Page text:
Welcome to the Dawn Patrol, our daily roundup of information on the War on Terror and other topics - from the MilBlogs and various sources around the world. If you're a blogger, you can join the conversation. If you link to any of these stories, add a link to the Dawn Patrol too and your trackback will be added to the list. Hat Tips to the Dawn Patrol are greatly appreciated.Refresh for updates.
[Air Force Special] Forces for Special Afghan Rescues -- [Washington Times]
The past week has brought plenty of heartache for the medical combat specialists, considered the "special forces" of the Air Force. A day earlier, they had spent an afternoon airlifting 17 severely wounded members of the 5th Stryker Brigade Combat Team to the trauma center at Kandahar Air Field. One American and one Afghan soldier were killed in that IED attack. A rash of combat deaths elsewhere in the Afghan theater has made this the deadliest month of the eight-year-old war for American forces.
Faces of those fallen -- [Afghan Journal - in Afghanistan]
Here in the capital city of Afghanistan, I waited just like everyone back in the States for more news of the eight soldiers who died in two separate insurgents attacks Tuesday in southern Afghanistan. With the latest deaths announced by the Defense Department, the Fort Lewis-based 5th Brigade, 2nd Infantry Division has now lost 26 soldiers in Afghanistan since arriving in the summer...
We remember -- [Desert Bound - in Afghanistan]
FORWARD OPERATING BASE WILSON, Afghanistan - Soldiers from the 1st Battalion, 12th Infantry Regiment mourned the loss of a fallen Soldier during a memorial service Oct. 29 at Forward Operating Base Wilson.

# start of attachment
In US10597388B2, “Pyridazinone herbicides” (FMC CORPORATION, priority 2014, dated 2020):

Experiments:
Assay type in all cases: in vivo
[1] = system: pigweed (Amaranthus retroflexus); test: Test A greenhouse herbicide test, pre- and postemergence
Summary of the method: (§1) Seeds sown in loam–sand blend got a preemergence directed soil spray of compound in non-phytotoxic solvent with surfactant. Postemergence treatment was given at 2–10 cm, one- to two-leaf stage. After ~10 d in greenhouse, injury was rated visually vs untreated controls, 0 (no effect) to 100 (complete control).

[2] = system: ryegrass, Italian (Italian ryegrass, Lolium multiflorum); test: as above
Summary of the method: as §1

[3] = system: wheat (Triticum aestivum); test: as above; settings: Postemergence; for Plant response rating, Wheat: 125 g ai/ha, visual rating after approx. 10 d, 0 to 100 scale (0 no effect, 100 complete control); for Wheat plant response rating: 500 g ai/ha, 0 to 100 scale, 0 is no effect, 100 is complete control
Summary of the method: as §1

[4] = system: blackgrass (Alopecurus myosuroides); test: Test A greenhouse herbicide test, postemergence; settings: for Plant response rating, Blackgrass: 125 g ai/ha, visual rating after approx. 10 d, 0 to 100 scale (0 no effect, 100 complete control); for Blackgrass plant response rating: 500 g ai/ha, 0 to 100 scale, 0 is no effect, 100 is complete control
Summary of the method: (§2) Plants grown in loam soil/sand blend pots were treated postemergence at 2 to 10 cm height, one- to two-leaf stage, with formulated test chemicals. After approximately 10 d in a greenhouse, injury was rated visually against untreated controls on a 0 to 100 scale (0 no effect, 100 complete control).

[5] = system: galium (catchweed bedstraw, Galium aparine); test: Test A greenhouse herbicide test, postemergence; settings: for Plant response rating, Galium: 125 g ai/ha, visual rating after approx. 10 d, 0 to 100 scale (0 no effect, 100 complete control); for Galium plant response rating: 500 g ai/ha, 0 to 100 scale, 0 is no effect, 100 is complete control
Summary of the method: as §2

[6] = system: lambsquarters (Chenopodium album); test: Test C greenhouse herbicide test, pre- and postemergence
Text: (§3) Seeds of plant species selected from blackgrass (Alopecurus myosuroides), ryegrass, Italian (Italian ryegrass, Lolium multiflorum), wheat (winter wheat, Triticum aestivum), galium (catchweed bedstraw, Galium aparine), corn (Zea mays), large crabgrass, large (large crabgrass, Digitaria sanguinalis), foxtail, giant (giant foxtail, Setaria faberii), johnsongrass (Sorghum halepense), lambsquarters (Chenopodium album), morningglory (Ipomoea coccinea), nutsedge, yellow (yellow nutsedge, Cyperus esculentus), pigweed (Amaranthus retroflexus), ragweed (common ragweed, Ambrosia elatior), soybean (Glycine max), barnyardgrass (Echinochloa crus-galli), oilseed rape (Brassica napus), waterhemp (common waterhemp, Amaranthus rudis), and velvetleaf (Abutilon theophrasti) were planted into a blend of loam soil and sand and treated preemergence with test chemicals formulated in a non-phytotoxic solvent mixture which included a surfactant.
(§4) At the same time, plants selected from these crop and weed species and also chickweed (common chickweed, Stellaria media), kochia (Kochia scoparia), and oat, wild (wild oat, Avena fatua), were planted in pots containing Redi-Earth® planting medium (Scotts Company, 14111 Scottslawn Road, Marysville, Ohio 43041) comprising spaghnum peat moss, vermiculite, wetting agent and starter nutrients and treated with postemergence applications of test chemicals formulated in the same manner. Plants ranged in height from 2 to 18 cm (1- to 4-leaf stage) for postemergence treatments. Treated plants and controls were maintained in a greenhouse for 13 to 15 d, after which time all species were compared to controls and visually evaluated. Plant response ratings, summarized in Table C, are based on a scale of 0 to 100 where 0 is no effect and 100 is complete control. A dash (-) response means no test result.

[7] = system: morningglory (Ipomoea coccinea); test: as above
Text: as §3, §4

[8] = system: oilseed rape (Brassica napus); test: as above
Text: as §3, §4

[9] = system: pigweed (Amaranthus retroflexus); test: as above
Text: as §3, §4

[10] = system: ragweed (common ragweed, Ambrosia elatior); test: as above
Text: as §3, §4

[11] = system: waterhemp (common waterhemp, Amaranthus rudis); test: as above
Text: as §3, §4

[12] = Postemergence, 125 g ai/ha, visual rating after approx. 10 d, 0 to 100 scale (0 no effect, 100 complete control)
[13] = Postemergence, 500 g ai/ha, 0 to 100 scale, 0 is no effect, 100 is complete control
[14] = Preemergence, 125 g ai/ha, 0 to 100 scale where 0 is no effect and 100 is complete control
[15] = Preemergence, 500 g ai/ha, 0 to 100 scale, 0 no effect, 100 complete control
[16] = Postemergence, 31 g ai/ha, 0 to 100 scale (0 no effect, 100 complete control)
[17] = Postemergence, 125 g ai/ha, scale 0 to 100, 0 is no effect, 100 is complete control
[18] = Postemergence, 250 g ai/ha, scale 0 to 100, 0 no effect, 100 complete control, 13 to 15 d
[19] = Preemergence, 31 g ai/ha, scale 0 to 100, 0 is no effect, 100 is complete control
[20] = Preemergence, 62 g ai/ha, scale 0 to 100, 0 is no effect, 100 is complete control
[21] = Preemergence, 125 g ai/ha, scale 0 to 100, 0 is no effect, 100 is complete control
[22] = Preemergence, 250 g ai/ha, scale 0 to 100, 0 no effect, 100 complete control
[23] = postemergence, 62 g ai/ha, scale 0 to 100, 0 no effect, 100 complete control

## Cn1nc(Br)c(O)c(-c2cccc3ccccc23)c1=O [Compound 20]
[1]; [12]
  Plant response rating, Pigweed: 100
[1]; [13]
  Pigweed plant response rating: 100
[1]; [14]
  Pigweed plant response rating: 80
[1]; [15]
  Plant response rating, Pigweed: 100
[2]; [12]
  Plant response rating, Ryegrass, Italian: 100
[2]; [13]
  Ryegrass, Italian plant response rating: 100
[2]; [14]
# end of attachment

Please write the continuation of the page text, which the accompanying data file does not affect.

PFC Devin J. Michel, of Stockton, Ill., died Oct. 24 when enemy forces attacked his platoon with an improvised explosive device. PFC Michel joined the Army in 2008 and deployed to Afghanistan on May 24, 2009. He leaves behind his wife, Anika.
"It is absolutely devastating to lose him to an incident like this after we have begun to make a difference in this critical area of Afghanistan," ...
On the War's Front Lines -- [David Ignatius, Washington Post]
Here's what you would see if you traveled this week to Kandahar and Helmand provinces, the two big battlegrounds of the Afghanistan war: a conflict that is balanced tenuously between success and failure. The United States has deployed enough troops to disrupt the Taliban insurgency and draw increasing fire, but not enough to secure the major population centers. That's not a viable position. I visited four US bases in the two provinces this week, traveling with the military. I was able to hear from local commanders and talk with a few Afghans. I'll describe what I learned, positive and negative, so readers can weigh this evidence from the field.